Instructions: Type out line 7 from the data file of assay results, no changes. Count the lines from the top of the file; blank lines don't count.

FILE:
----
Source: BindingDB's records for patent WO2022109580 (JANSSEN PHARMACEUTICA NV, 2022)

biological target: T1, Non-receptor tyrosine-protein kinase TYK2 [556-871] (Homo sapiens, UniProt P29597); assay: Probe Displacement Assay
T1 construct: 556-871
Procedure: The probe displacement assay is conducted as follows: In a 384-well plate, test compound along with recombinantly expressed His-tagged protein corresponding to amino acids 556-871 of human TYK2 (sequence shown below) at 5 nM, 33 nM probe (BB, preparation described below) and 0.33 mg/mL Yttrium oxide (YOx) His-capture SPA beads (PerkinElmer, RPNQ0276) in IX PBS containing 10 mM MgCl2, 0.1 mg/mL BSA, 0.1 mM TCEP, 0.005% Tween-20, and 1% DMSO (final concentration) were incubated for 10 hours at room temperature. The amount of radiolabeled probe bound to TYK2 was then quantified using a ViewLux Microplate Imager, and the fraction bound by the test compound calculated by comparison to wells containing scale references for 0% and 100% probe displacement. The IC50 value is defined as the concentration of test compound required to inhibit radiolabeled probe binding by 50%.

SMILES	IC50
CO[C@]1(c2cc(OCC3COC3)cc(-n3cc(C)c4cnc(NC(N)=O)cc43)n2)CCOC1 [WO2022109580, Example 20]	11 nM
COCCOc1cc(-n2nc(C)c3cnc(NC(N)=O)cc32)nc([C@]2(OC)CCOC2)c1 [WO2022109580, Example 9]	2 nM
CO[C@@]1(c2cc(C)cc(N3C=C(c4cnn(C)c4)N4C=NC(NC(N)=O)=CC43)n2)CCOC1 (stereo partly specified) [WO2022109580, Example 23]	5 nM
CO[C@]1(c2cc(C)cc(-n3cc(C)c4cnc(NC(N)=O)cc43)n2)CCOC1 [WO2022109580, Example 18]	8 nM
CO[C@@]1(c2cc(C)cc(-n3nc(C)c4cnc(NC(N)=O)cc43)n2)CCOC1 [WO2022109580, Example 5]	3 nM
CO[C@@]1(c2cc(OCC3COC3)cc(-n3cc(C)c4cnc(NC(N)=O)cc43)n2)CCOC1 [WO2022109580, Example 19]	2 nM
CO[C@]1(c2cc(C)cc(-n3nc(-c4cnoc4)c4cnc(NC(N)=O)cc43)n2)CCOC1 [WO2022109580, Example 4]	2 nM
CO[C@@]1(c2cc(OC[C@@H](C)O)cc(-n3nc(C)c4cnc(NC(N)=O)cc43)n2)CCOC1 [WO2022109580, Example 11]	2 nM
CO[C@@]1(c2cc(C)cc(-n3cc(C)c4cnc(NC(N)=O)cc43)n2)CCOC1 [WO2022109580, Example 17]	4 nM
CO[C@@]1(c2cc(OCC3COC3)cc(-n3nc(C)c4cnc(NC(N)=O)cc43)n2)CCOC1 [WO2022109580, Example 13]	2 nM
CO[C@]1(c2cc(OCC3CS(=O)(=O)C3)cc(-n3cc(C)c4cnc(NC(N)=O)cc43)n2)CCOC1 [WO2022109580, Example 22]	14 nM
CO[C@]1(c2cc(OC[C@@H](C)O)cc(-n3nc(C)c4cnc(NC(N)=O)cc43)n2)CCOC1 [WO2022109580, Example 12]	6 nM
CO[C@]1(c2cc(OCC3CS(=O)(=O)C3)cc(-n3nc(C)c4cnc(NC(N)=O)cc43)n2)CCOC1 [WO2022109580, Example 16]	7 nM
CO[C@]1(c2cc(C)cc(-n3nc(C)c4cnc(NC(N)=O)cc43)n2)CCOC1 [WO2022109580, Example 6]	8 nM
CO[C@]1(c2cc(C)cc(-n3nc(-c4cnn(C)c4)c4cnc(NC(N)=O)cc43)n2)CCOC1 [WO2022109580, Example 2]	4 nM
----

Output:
COCCOc1cc(-n2nc(C)c3cnc(NC(N)=O)cc32)nc([C@]2(OC)CCOC2)c1 [WO2022109580, Example 9]	2 nM